And how easy would it be to get to town without a car? R______ said she could, if necessary, ride her bike, but the road leading in doesn’t have a breakdown lane and the drivers don’t pay much attention to what they’re doing.
Would it be better to live in town, I wondered? She said the houses in town cost about three times as much as out in the development . . . and are ten times as old. I can see how tempting it would be, if moving to this area, to buy in a development where you have a new, huge house and a nice back yard and neighbors in the same socio-economic slot as you.
The downside is, like most exurban housing developments, this one doesn’t allow retail and there are no communal gathering spots other than the golf course/clubhouse. Everyone is so tired from commuting, anyway, that all they want to do is chill in front of the big screen television on the weekend. We sat out on the deck for hours and saw only one neighbor venture out her door. It felt like a ghost town–albeit a well-manicured, nicely-landscaped, upper-middle-class ghost town. If I hadn’t been drinking and eating with friends all afternoon, I would have wondered if any real people actually lived here.
A____ and R_____ have picked out some houses for us for “when we move down here” (not that we are seriously considering it), and we took a look at them. Part of me is drawn to this kind of pretty, quiet neighborhood. I could do so much with a big, flat, sunny fenced-in back yard in a climate where the flowers are already blooming by the first week of March and the growing season extends into November. I was impressed by their neighbor’s raised garden beds with drip irrigation system (I saw cucumber plants, carrots, and feathers of asparagus gone by).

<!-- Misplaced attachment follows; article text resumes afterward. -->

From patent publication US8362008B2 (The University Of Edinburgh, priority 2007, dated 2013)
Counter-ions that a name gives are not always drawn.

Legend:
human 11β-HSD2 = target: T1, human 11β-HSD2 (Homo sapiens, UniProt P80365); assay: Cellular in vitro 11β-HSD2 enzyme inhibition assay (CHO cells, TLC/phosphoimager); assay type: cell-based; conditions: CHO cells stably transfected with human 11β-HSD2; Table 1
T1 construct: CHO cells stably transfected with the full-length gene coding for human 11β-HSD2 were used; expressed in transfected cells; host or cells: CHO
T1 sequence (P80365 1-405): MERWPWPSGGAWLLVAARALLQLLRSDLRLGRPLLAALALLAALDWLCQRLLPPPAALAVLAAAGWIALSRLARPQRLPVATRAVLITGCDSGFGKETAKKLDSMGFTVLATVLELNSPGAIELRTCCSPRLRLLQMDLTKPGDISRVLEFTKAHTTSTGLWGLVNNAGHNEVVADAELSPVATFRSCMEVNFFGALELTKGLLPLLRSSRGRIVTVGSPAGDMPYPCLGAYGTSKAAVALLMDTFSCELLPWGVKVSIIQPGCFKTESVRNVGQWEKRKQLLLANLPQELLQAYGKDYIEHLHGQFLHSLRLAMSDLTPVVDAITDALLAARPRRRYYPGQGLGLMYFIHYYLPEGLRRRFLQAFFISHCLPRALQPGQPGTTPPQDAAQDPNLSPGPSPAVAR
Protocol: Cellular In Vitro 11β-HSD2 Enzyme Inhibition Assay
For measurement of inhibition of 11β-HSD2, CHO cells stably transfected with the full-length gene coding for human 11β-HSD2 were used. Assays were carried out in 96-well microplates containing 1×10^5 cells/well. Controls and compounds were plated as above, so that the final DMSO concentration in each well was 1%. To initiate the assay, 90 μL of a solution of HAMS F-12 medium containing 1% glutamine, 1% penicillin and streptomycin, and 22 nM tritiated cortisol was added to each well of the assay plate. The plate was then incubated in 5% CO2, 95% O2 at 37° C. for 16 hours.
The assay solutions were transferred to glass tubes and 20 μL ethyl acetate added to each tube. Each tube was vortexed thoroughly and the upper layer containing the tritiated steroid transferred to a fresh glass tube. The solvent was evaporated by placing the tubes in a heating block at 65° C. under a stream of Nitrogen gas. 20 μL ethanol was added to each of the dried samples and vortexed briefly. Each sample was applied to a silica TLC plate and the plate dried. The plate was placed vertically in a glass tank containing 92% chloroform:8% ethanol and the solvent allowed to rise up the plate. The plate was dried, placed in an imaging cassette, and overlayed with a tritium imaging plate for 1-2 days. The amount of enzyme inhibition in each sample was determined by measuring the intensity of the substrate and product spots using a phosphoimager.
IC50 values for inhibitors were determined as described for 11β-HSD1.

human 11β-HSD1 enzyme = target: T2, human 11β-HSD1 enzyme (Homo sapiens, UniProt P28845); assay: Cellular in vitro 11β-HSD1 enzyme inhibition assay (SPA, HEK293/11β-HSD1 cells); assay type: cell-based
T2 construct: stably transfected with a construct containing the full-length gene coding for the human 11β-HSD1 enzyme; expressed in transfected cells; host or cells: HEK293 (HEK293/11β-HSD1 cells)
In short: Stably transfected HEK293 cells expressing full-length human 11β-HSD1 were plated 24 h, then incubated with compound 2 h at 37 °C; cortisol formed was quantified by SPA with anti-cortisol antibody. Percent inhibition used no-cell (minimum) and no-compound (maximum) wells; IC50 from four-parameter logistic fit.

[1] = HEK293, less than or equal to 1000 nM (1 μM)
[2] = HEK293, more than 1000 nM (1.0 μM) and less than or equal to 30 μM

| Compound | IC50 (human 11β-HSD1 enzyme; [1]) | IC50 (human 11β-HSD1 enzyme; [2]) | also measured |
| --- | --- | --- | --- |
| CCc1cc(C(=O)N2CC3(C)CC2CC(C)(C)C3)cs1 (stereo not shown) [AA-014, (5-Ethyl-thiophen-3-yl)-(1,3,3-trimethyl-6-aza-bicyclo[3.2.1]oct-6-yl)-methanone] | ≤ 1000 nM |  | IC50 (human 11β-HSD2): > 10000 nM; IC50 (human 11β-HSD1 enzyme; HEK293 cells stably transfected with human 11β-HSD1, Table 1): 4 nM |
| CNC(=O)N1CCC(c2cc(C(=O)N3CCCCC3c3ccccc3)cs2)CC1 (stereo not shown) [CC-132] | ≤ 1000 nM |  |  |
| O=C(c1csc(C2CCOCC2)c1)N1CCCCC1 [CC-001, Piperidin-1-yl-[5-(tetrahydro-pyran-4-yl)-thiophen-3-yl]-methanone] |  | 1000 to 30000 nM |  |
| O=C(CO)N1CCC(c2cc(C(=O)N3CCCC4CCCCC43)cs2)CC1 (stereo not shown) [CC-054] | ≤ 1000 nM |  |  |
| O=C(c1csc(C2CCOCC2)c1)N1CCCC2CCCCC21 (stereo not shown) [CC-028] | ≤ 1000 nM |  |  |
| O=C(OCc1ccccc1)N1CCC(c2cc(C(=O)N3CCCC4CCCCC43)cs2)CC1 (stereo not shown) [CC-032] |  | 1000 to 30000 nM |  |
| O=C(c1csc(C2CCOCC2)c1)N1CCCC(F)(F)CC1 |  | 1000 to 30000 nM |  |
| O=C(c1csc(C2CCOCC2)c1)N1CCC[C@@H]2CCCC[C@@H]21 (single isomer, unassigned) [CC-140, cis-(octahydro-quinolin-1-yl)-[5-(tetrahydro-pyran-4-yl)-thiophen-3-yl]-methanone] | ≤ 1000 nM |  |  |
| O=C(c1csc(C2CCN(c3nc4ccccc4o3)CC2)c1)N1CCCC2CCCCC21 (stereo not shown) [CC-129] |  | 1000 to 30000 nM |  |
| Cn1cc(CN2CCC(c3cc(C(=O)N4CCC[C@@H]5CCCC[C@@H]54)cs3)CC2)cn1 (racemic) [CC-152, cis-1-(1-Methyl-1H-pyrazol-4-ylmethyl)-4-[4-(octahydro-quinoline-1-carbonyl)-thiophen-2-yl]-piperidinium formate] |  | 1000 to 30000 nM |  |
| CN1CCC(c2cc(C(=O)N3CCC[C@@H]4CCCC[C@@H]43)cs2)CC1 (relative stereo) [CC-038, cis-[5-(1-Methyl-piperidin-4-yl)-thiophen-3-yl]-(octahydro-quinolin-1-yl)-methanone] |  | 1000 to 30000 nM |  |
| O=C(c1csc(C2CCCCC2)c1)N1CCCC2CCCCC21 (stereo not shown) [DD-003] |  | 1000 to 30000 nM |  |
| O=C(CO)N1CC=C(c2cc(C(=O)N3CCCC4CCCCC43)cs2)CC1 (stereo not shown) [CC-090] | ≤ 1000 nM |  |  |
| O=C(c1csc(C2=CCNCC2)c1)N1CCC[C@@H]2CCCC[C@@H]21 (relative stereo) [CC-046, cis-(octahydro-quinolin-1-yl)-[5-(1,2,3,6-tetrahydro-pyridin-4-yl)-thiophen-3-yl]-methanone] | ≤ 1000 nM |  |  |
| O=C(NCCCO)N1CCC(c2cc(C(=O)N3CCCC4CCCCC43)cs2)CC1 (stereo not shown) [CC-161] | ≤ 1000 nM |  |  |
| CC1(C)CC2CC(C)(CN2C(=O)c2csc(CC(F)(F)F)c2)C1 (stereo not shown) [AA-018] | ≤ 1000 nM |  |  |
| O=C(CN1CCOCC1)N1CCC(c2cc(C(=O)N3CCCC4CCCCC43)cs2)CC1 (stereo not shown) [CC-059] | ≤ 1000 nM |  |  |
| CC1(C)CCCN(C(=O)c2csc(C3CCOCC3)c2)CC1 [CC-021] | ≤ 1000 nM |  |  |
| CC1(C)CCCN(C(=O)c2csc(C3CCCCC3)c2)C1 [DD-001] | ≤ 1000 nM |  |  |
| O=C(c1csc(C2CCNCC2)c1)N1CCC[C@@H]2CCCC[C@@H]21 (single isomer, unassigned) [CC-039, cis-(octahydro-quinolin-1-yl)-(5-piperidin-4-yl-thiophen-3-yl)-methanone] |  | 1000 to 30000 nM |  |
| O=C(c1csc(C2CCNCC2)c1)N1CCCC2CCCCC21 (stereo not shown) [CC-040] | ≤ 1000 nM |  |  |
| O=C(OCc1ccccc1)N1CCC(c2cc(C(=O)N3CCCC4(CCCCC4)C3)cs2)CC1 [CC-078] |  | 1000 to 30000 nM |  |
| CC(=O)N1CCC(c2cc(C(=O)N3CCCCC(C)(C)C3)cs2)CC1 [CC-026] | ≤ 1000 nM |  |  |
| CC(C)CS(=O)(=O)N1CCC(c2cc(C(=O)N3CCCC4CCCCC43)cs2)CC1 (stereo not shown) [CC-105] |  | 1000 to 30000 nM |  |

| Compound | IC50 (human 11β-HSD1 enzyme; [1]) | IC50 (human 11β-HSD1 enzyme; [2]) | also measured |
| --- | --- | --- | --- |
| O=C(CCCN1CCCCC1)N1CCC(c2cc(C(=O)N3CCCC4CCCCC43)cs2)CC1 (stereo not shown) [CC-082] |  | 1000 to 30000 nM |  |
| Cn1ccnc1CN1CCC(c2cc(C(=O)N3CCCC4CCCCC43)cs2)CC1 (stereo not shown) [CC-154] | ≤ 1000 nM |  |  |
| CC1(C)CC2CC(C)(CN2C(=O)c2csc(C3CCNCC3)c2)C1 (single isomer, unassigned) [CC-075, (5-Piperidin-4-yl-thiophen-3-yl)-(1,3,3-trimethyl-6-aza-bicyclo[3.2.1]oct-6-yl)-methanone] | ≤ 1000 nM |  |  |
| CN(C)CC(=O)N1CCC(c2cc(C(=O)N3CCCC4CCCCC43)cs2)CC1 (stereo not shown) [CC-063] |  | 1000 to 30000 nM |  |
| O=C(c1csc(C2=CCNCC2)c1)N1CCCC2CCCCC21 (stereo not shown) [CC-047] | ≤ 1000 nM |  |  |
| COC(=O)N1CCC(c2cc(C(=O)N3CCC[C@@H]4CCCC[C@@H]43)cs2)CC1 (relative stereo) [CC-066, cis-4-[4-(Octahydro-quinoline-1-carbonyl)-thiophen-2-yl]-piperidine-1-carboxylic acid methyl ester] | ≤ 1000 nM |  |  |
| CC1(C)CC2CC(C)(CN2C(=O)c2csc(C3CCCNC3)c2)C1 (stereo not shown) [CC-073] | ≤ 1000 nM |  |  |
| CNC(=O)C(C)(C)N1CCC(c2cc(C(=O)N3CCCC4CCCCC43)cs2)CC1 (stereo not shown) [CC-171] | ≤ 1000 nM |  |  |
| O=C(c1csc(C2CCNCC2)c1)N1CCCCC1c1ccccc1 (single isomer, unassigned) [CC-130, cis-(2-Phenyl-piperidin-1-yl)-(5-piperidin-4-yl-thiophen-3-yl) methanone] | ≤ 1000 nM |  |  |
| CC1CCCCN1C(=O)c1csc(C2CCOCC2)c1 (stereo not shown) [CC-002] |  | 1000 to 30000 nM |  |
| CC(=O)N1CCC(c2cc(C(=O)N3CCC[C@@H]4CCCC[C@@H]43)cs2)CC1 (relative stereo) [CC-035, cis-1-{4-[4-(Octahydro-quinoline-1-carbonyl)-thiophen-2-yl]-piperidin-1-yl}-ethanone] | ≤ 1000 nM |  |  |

But I do wonder if I’d want to move into yet another housing development just a little too far removed from the center of town, where, let’s face it, the real community-stuff happens and you can walk to the grocery store and return your library books and grab a cup of coffee at the java hut.
I’m not even sure that I’d want to live this far from the city now that I’ve had a taste of urban living.
Of course, I had to ask about R_____’s spinning wheel and was delighted when she told me it belonged to Laura Ingalls Wilder’s great-grandmother! R_____’s great-great something grandfather was a brother to Charles Ingalls, so she and Laura shared this common ancestress. Made me itch to get back to my spinning . . . and reread the Little House books.
A___ and R____ were wonderful hosts. It was delightful to see and talk with them again. The Teen didn’t even complain too much as her new phone is keeping her in touch with her friends back home, and she was able to sit and watched movies in the air-conditioned house all afternoon. She even came outside to join us for dinner and practice her conversation skills with us “old” people. As the sun sank, we reluctantly headed back to the city after securing promises that our friends would come see us for a D.C. weekend before the end of the summer.
All in all, it was a nice trip out of the city.
Sunday, we went back to Alexandria, and I this time I remembered to bring my camera! Read about it next time, Outside the Box in D.C.